Sound — 10
I was looking for some information about Shout Out Louds and what I found in the "about" section on their website wasn't a mysterious story about how they found each other and realized they're meant to play music together. Instead of that I found out that they are "four boys and one girl from Stockholm in Sweden" and they "play music together in a band." Putting it easy and frank in their press release, as well as everywhere else. They were formed in 2001 when friends Adam (vocals), Ted (bass guitar), and Carl (guitar) asked Eric (drums) and Bebban (keyboards) to join them to make a band. They had only three songs in reserve, when they were signed to a Swedish record company Bud Fox Recordings and recorded their first three-track EP "Very Loud" in February 2005. Touring hard all through Scandinavian countries and America, gained Shout Out Louds a contract with their first big American record label -- Capitol Records, which "fed us pizza, flavored vitamin water, violet candy and chicken with parmesan which we all liked a lot except for our singer who is not very fond of cheese so he only liked it a little." Shout Out Louds being disarming sincere here as always. Their debut full-length album Howl Howl Gaff Gaff was out in May 2005. As their famous predecessors like ABBA, Ace Of Base and The Cardigans, Shout Out Louds make their own mark in music, not looking back on any stamps and fashion (well, that's true at least to American music world, being honest, I don't know what's going on in Sweden). Which can be best described as new wave and indie rock with vintage melodies and a sentimental touch. They know how to make a good song, but at the same time are not afraid to experiment with the sound. "The Comeback" that album starts with is the first song the band wrote. It starts with a line of bleeps meant to be a "here we go" message. A piece of '80s New Wave "A Train And A Track" catches your attention from the very first seconds. It starts with a charismatic xylophone melody that makes you want to go play that weird instrument for no particular reasons. "Go Sadness" is an acoustic somber song with overwhelming nostalgia. The band stripes down in this one to a line of one-note guitar and a couple of teardrop keyboard chords, while the focus of the song is on vocals. Anthem alt-rock "Very Loud" is the first single. It's driven by machining drum beat and moaning guitars which creates a romantic mood. A desperate "Please Please Please," where Adam pleads to his lover "Please please please come back to me" is among my favorites. I like his skeptic "but we're all happy 'cause the streets they're always there for us and it's quite scary when you wake up in the same old clubs." Most of the songs are crafted by easy head-nodding drum beats and dreamy guitar riffs with a good help of keyboard while the harmonic structures are very easy.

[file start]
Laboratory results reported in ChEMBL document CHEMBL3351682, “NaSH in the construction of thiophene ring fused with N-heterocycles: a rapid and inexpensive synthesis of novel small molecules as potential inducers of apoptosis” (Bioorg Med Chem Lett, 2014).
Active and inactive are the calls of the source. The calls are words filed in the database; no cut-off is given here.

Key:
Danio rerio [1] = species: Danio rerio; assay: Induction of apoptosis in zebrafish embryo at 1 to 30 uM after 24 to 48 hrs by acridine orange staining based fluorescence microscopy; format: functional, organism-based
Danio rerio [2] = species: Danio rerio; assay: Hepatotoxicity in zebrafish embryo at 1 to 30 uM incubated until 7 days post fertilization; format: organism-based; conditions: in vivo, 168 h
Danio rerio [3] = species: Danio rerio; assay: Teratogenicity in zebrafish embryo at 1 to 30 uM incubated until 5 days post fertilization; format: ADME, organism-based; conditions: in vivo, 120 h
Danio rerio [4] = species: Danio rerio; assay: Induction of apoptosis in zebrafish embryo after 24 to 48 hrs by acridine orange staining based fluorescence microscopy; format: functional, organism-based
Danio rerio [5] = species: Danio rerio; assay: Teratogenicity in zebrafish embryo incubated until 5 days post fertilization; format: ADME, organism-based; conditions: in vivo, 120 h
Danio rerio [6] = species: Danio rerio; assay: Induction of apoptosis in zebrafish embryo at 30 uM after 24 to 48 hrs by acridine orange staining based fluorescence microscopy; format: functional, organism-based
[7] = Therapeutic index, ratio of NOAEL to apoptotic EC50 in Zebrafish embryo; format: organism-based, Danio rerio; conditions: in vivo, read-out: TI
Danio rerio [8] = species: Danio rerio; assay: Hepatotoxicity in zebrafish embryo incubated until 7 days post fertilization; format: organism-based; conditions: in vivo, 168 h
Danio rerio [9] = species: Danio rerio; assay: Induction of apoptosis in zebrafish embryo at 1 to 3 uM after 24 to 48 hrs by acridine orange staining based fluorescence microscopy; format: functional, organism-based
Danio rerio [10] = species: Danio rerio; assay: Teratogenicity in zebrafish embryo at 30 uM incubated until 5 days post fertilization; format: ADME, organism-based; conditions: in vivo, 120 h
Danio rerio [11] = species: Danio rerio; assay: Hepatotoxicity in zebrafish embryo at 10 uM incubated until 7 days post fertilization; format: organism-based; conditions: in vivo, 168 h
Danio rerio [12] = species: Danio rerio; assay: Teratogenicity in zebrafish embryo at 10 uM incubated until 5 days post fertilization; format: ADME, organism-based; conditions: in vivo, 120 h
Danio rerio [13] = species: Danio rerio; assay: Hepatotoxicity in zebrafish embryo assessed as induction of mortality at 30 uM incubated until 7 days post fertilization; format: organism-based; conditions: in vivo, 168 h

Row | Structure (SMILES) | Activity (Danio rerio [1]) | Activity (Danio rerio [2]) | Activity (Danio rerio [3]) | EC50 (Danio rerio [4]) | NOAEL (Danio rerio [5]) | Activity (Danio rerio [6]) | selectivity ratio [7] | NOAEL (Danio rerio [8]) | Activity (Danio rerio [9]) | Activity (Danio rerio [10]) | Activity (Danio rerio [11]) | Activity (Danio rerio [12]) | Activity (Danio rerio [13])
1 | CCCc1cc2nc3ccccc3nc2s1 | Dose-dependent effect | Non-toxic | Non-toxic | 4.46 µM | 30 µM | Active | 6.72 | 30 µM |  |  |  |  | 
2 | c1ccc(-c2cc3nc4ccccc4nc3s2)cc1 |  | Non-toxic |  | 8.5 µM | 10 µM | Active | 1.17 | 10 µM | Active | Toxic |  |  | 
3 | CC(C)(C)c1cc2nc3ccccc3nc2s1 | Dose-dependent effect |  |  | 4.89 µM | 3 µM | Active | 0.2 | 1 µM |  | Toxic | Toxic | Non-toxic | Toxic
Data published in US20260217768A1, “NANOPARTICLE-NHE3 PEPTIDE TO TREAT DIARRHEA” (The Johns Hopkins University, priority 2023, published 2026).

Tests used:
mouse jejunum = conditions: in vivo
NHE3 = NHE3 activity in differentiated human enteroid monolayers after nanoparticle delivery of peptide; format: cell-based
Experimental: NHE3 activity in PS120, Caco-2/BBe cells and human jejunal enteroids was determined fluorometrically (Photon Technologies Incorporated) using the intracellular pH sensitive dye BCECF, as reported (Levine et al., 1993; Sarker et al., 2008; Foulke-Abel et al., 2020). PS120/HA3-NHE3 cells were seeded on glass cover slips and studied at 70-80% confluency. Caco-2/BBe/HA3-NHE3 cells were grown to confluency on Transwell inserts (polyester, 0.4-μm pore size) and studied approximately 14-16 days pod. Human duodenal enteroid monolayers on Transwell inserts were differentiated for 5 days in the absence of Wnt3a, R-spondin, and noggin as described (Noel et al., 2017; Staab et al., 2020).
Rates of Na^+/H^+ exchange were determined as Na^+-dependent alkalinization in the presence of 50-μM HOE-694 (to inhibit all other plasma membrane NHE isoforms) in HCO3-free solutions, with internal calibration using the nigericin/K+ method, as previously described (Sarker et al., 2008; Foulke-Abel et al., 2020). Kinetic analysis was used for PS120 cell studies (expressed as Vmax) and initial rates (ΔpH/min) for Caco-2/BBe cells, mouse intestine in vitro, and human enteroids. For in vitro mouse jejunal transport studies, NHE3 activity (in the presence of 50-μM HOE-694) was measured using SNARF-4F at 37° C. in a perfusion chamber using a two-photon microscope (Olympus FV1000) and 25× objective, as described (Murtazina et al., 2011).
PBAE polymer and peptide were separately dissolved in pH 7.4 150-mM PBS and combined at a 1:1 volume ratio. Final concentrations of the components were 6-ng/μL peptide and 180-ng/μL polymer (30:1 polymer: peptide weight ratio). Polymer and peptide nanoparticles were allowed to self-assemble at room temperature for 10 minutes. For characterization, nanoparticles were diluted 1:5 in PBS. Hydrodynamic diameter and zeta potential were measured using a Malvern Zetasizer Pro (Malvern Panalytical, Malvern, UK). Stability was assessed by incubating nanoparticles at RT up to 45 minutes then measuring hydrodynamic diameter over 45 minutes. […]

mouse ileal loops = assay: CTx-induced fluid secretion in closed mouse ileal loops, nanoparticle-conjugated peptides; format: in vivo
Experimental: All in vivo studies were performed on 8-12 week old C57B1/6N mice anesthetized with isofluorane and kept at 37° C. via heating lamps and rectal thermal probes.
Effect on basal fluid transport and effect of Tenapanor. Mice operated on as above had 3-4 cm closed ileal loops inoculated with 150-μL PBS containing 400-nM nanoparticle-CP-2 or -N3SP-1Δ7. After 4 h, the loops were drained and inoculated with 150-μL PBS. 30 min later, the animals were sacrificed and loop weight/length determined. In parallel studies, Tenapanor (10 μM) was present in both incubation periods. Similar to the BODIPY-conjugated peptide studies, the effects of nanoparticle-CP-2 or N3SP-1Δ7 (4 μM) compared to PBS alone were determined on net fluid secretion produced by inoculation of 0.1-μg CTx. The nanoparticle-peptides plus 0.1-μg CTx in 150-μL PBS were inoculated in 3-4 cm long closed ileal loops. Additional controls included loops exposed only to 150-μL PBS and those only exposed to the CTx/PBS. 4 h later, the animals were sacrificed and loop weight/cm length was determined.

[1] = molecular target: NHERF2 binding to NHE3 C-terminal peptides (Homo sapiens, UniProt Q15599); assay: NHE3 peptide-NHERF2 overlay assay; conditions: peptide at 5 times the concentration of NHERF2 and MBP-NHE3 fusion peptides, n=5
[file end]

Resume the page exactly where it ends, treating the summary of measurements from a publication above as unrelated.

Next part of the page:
Lyrics — 8
They are not very deep or profound. Just easy words to make a pop song sound fun. They are beautifully sung though and that's what matter the most here. The subjects are universal -- everybody's been through loosing loved ones, break-downs, fears of failure. You can't help but sympathizing with a singer 'cause you know how it feels. Adam sings in a crooney, whiney manner. That, combined with his scratchy voice, sounds surprisingly good.
Overall Impression — 8
That's a terrific achievement for the musicians with not very big experience behind, as well as for the debut album. That's a very solid and emotional record. Most of the songs are wonderfully catchy. They are so easy to listen to and put you in a happy "don't worry" mood. That's perfect background music for a summer vacation drive with your friends. Howl Howl Gaff Gaff is not just a collection a good pop songs. It sounds more like one lovestory, consisting of 11 chapters with an epilogue (which is a little continuation of Seagull after a few seconds of silence). Changing the mood and feel with every new song, the album sounds very harmonious at the same time. The whole thing is loaded with pure sparkling energy. These Swedish '60s and '80s pop influenced romantics may be the new hope for European music or follow the steps of the majority of the "next big things," who disappear after the first success. Being honest, I don't think the idea of "simpletons from Sweden" would drive the next album with the same success, so hopefully the guys would come up with some new ideas to create their own sound.